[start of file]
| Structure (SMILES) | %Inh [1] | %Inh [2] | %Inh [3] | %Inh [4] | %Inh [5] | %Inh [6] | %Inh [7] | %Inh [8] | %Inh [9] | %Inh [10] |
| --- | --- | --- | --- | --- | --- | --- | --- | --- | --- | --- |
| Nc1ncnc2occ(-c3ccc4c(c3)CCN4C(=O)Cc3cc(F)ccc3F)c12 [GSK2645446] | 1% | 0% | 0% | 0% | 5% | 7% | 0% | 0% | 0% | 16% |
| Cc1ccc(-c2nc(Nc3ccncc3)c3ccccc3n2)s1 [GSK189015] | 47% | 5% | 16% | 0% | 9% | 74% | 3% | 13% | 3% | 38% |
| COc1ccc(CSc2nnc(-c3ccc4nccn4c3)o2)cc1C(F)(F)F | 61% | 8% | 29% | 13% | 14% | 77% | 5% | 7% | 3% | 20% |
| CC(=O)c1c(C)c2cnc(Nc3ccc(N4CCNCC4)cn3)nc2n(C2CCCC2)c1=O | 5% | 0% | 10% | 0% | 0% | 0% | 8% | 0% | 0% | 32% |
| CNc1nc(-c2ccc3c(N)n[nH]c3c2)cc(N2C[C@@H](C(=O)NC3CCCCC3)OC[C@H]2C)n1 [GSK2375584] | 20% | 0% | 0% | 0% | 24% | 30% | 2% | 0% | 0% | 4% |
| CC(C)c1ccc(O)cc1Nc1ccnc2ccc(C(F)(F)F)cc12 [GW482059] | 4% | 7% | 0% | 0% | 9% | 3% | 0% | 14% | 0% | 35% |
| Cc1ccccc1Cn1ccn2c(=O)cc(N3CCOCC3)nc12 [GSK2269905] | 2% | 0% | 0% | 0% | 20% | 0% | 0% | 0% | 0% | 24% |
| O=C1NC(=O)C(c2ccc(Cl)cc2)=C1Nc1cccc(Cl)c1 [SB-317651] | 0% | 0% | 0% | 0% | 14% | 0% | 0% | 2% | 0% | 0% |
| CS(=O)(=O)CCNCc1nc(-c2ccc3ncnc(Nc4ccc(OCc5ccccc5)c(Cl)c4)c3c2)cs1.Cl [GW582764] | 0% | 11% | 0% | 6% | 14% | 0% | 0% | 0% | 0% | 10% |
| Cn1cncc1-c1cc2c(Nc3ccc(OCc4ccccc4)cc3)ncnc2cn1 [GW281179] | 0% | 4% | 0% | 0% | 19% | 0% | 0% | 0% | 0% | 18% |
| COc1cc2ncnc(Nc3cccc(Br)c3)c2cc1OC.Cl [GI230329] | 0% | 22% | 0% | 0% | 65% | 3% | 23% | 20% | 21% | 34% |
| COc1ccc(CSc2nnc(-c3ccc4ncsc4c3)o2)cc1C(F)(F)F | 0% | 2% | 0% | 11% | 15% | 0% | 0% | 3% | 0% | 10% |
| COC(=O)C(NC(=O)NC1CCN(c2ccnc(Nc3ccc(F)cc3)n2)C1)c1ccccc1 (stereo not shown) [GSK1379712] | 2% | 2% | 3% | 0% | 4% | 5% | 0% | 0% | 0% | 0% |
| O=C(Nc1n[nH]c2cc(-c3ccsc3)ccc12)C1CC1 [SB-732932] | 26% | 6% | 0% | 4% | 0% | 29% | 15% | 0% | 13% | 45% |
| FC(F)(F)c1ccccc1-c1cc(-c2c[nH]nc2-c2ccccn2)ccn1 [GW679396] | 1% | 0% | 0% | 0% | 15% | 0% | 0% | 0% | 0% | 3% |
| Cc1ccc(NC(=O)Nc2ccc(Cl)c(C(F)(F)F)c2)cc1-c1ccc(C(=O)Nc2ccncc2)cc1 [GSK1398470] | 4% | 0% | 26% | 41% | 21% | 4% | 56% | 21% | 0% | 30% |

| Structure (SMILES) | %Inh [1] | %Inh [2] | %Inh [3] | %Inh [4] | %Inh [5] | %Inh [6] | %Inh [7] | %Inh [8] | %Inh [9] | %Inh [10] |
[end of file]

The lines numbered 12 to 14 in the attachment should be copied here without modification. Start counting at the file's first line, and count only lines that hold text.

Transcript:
| Cn1cncc1-c1cc2c(Nc3ccc(OCc4ccccc4)cc3)ncnc2cn1 [GW281179] | 0% | 4% | 0% | 0% | 19% | 0% | 0% | 0% | 0% | 18% |
| COc1cc2ncnc(Nc3cccc(Br)c3)c2cc1OC.Cl [GI230329] | 0% | 22% | 0% | 0% | 65% | 3% | 23% | 20% | 21% | 34% |
| COc1ccc(CSc2nnc(-c3ccc4ncsc4c3)o2)cc1C(F)(F)F | 0% | 2% | 0% | 11% | 15% | 0% | 0% | 3% | 0% | 10% |